I may be alone on this one, but I find food/dining to better overall in Florida vs. Texas. I'm not really into the enormous portions or all the beef/red meat that you commonly find in Texas. Instead, I prefer the lighter fare you find in Florida. I also prefer Cuban and South American fare to Tex-Mex cuisine.

Although I prefer Florida to Texas, there's no denying that Texas has a more robust, diversified economy with a much larger corporate presence than Florida. For those employed in the professional services sector, especially entry-level professionals, Florida can be brutal due to a very limited corporate presence coupled with incredibly fierce competition for those relatively few white-collar jobs from millions of applicants both in Florida and across the US and even the world. I've always said that roughly 25% of the US populous has strongly considered a move to Florida at one point or another, and I only see that figure rising with approximately 10,000 Baby Boomers retiring every day from now until 2029. Furthermore, Texas has more and better higher educational offerings whereas Florida really only has UM, UF, USF, and a host of glorified community colleges. Naturally, Texas' stronger economy and more/better higher educational institutions fosters a more competitive ethos, entrepreneurial spirit, and professional vibe in general, which help it attract more higher-paying industries than Florida.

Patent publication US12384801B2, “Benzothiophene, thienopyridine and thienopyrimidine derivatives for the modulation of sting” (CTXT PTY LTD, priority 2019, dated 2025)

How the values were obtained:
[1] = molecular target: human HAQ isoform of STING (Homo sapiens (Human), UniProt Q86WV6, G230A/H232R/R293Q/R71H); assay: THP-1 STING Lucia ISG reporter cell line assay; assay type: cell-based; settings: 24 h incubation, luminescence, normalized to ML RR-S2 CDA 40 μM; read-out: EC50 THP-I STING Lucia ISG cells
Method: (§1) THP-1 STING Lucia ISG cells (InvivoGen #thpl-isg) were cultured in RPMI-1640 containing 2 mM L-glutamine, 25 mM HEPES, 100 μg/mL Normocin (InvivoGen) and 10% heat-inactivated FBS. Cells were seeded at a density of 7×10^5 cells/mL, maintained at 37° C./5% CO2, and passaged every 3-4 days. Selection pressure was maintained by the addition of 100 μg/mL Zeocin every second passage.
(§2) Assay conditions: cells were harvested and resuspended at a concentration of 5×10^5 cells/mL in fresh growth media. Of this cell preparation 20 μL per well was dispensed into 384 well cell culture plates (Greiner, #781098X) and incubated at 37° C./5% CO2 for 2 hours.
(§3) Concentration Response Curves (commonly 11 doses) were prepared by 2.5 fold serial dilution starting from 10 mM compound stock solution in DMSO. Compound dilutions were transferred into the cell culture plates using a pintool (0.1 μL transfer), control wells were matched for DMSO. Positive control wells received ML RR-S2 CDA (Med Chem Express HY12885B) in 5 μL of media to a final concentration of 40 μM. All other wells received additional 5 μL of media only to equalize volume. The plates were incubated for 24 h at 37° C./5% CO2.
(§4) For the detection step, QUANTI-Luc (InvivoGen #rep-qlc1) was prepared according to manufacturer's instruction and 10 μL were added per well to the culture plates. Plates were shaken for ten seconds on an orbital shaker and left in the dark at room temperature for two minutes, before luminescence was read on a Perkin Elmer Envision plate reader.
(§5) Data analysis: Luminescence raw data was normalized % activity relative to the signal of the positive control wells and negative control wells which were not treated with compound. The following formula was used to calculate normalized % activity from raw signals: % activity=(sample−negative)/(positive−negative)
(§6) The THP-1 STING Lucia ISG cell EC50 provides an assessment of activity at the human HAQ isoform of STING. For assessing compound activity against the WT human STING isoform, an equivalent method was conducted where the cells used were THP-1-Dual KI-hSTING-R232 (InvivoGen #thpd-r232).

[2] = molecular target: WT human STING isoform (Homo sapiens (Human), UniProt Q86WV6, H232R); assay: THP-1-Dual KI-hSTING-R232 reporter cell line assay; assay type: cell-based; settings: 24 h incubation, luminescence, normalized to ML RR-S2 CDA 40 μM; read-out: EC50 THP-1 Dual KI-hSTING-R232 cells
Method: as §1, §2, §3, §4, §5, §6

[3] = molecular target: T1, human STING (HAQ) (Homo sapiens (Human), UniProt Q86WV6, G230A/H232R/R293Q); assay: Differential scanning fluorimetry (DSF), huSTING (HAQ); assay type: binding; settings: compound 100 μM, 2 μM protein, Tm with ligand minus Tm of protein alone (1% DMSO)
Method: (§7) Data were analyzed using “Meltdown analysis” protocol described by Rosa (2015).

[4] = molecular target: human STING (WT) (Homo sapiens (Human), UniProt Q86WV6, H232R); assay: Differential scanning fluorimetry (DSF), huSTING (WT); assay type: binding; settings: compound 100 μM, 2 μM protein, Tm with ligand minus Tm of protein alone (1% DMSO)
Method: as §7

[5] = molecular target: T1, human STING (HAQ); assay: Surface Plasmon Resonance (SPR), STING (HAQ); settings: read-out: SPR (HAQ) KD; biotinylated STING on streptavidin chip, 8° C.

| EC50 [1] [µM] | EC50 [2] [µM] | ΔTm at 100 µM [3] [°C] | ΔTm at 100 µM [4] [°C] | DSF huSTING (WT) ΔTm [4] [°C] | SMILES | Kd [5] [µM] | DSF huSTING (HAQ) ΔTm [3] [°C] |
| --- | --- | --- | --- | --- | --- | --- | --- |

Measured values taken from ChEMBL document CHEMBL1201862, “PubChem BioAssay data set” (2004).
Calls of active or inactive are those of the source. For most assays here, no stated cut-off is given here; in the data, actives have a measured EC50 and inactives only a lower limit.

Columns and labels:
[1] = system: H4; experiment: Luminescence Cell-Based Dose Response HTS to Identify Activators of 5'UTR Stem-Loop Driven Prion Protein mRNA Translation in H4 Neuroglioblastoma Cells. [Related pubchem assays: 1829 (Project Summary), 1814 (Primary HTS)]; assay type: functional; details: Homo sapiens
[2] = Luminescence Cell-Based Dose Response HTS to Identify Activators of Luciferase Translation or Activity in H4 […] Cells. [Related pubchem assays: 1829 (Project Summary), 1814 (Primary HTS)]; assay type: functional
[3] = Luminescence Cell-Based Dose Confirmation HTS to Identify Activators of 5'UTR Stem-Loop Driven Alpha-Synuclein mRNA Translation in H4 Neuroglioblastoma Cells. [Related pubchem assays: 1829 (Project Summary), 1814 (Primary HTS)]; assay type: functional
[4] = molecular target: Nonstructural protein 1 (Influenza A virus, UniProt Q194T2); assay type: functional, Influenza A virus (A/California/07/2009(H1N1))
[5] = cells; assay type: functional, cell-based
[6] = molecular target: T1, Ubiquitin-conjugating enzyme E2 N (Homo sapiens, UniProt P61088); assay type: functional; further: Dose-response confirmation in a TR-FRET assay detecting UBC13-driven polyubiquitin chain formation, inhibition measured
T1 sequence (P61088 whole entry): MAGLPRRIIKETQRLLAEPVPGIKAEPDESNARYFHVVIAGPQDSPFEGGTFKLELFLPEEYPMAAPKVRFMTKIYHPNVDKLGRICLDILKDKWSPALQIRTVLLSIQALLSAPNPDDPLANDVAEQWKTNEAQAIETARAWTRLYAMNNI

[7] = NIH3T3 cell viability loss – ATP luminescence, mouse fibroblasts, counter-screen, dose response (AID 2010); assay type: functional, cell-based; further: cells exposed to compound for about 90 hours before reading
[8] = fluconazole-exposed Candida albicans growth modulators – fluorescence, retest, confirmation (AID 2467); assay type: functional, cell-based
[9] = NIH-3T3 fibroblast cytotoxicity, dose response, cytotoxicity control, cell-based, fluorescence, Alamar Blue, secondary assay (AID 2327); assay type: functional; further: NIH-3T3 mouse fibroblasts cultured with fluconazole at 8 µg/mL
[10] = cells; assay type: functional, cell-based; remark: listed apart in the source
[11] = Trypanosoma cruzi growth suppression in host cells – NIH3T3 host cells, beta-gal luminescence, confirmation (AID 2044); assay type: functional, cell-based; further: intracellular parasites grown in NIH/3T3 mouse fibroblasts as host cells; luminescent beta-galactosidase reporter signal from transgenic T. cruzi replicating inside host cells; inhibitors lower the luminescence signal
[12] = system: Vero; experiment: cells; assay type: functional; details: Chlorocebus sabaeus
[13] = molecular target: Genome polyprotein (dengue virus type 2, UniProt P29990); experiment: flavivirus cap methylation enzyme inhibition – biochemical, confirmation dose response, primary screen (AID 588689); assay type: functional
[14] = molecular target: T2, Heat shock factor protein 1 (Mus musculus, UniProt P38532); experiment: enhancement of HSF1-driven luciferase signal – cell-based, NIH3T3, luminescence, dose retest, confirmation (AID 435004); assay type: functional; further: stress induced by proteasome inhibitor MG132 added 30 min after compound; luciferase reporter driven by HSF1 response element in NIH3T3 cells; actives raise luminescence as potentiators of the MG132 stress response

Compared to Texas, the economy of Florida is very service-oriented due to the overbearing presence of the hospitality industry. Most jobs in Florida require little skill, are low-wage (usually compensated at a rate between $8.00-$15.00/hour), and offer limited to no benefits. For years prior to the Employer Mandate of the PPACA, it was not common practice to be offered non-wage benefits in Florida such as health insurance, even as an office worker. Even CNA's, who expose themselves to disease and illness every day, were rarely offered health insurance. That's unheard of in other states like CA, NY, TX, et al.